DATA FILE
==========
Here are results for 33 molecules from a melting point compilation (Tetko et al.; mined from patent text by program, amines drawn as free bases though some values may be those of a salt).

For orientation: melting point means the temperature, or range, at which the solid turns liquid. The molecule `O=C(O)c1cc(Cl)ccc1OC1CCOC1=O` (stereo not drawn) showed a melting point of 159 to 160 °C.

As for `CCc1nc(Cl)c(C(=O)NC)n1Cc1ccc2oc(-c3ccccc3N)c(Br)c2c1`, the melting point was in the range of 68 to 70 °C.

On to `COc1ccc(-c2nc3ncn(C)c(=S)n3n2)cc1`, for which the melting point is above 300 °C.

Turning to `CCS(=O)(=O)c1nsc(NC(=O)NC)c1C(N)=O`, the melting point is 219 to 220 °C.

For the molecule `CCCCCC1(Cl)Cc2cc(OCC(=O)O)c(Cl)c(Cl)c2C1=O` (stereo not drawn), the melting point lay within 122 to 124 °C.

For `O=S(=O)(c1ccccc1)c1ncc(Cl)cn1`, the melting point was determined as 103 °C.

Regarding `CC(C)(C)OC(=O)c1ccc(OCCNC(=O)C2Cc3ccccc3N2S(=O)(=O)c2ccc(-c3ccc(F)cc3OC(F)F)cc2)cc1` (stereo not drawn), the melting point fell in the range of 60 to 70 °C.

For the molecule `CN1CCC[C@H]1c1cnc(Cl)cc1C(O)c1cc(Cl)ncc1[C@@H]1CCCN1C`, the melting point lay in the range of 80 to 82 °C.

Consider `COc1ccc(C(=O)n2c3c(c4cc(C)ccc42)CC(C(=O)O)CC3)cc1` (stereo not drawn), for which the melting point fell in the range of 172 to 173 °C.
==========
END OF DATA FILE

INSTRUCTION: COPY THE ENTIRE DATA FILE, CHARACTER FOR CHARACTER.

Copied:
Here are results for 33 molecules from a melting point compilation (Tetko et al.; mined from patent text by program, amines drawn as free bases though some values may be those of a salt).

For orientation: melting point means the temperature, or range, at which the solid turns liquid. The molecule `O=C(O)c1cc(Cl)ccc1OC1CCOC1=O` (stereo not drawn) showed a melting point of 159 to 160 °C.

As for `CCc1nc(Cl)c(C(=O)NC)n1Cc1ccc2oc(-c3ccccc3N)c(Br)c2c1`, the melting point was in the range of 68 to 70 °C.

On to `COc1ccc(-c2nc3ncn(C)c(=S)n3n2)cc1`, for which the melting point is above 300 °C.

Turning to `CCS(=O)(=O)c1nsc(NC(=O)NC)c1C(N)=O`, the melting point is 219 to 220 °C.

For the molecule `CCCCCC1(Cl)Cc2cc(OCC(=O)O)c(Cl)c(Cl)c2C1=O` (stereo not drawn), the melting point lay within 122 to 124 °C.

For `O=S(=O)(c1ccccc1)c1ncc(Cl)cn1`, the melting point was determined as 103 °C.

Regarding `CC(C)(C)OC(=O)c1ccc(OCCNC(=O)C2Cc3ccccc3N2S(=O)(=O)c2ccc(-c3ccc(F)cc3OC(F)F)cc2)cc1` (stereo not drawn), the melting point fell in the range of 60 to 70 °C.

For the molecule `CN1CCC[C@H]1c1cnc(Cl)cc1C(O)c1cc(Cl)ncc1[C@@H]1CCCN1C`, the melting point lay in the range of 80 to 82 °C.

Consider `COc1ccc(C(=O)n2c3c(c4cc(C)ccc42)CC(C(=O)O)CC3)cc1` (stereo not drawn), for which the melting point fell in the range of 172 to 173 °C.